“An Image of Peace: The Penn Treaty Collection of Mr. and Mrs. Meyer P. Potamkin” will remain on view through Sunday, October 20 [1996]. The State Museum, located at Third and North Streets, is open Tuesday through Saturday, 9 A.M. to 5 P.M.; and Sunday, Noon to 5 P.M. Admission is free.

To obtain additional information, write: The State Museum of Pennsylvania, Pennsylvania Historical and Museum Commission, P. O. Box 1026, Harrisburg, PA 17108-1026; or telephone (717) 787-4979.


Baum Struck

Walter Emerson Baum (1884-1956) was born in the small Bucks County village of Sellersville, about twenty-five miles north of Philadelphia – and its venerable Pennsylvania Academy of the Fine Arts, which would play a pivotal role in his life and work.

He grew up in southeastern Pennsylvania’s rich farmland, punctuated by gently sweeping valleys and rolling hills, where sleepy crossroads of old country lanes were lined by eighteenth-century fieldstone houses, Victorian era storefronts, and handsome brick churches. It was this portrait of Pennsylvania that he would commit to canvas for posterity.

Despite the changes bombarding suburban Philadelphia and its satellite villages and boroughs in the opening decades of the twentieth century, Sellersville’s growth remained slow, allowing it to retain its charming, rural character. Although not encouraged in his artistic leanings, Baum regularly traveled to Philadelphia to visit museums and the Pennsylvania Academy, where he encountered contemporary art and works by William T. Trego (1859-1909), noted for his large historical canvases of military campaigns. A student of Thomas Eakins and Thomas Anschutz at the Pennsylvania Academy, Trego studied in Paris and returned to the United States, moving to North Wales in Bucks County, about fifteen miles south of Sellersville. Baum and his wife Flora probably met Trego in 1903, and both of them studied under him for six years.

Baum, who attended the Pennsylvania Academy of the Fine Arts from October 1905 through May 1906 had arrived with a mature vision of his work. Exhibiting first in 1910 with a winter scene rendered in watercolor (and priced at thirty dollars), he steadily submitted works in watercolor and in oil for shows organized by alumni to promote public awareness and sales of their pieces. He received his first major award in 1918, a bronze medal at Philadelphia’s American Artists exhibition.

To support his wife and their four children, Baum took several part-time jobs, including a position as reporter with the Sellersville Herald. By 1921, he had been promoted to editor and continued to write for the newspaper until 1942. Active in several community organizations, he occasionally helped in his family’s barbershop, and began to teach art classes in his home, at the local high school, and on the top floor of a vacant cigar factory. When time permitted, he would drive far into the countryside, exploring picturesque villages in Bucks, Berks, Montgomery, and Lehigh Counties until he found one of visual interest and began to paint it. One of his favorite locations to depict was Point Pleasant near New Hope.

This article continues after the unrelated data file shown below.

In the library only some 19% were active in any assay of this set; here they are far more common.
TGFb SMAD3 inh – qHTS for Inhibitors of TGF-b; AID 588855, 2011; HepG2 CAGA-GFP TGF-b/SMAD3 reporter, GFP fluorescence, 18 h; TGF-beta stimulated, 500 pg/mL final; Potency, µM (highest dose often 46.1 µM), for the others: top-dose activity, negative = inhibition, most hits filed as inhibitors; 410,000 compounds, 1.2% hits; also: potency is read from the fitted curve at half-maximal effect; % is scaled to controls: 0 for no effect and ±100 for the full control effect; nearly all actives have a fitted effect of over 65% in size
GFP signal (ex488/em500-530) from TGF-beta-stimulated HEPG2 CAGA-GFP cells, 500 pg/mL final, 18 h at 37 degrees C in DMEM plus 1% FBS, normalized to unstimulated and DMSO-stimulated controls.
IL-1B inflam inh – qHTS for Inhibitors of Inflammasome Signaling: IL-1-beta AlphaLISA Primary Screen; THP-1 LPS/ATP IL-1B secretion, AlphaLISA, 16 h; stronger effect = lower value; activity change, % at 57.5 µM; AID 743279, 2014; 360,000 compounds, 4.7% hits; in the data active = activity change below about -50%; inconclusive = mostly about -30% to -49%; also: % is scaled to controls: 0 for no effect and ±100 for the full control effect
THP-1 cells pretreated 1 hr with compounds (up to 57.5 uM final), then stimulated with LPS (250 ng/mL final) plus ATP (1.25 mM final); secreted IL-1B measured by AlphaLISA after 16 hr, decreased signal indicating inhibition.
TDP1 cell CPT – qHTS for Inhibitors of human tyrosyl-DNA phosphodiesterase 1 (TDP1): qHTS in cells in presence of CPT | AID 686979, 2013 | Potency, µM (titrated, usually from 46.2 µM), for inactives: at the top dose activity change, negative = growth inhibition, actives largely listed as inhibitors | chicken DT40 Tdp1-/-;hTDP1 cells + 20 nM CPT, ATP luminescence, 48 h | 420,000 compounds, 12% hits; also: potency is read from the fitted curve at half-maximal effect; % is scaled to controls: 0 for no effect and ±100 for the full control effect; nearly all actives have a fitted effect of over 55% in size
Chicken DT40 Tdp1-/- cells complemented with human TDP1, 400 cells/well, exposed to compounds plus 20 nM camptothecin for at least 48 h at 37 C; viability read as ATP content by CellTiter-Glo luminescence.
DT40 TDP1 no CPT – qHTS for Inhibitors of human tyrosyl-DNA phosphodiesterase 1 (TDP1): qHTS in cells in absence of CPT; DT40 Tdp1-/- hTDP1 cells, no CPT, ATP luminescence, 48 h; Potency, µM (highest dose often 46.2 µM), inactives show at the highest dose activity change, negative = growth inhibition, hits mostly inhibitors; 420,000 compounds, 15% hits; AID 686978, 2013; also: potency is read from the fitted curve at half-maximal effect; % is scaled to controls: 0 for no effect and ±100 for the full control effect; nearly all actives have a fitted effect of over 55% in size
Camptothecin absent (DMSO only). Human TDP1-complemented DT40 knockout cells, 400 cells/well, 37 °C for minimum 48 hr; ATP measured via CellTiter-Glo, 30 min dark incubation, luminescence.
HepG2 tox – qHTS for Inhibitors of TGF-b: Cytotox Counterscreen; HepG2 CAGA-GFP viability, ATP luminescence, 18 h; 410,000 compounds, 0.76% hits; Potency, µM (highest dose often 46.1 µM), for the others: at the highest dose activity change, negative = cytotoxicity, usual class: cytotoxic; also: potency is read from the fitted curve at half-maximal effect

A large oil on board, measuring thirty­-two by forty inches, Sunlight and Shadow (1925) captured the coveted Jenny Sesnan Gold Medal for landscape at the Pennsylvania Academy’s annual oil painting exhibition of 1925. This critical acclaim marked a turning point in his career. The following year he moved his Saturday art classes to Allentown to a space (and with supplies) provided by the community’s school district. Flora Baum handled the secretarial and business duties.

The artist augmented his editorial career (and income) by writing an art review column in the Saturday edition of the Philadelphia Evening Bulletin, which enabled him to visit shows and galleries in the city. His contacts may have provided the opportunity to sell his work through the Curtis Publishing Company of Philadelphia, which published his first cover on the January 1931 edition of Country Gentleman, a popular monthly agriculture magazine. He was given his first solo exhibition two years later at Philadelphia’s McClees Gallery, in which he showed thirty-eight works. Meanwhile, in Allentown, Baum began the Circulating Picture Club and the Allentown Art Gallery, forerunner of the present-day Allentown Art Museum.

Although landscape remained his favorite subject matter throughout the forties, Baum gradually began to turn to street scenes of Allentown and the Manayunk section of Philadelphia. His evolving style revealed a distinctive re­gionalist influence in its simple forms, smooth brush strokes, and refined surface texture. He continued to exhibit in Philadelphia and branched out to New York, where he garnered awards from the conservative juries of the Pennsylvania Academy of the Fine Arts and the National Academy of Design. He directed the Allentown Art Museum and the Baum School of Art until his death in 1956.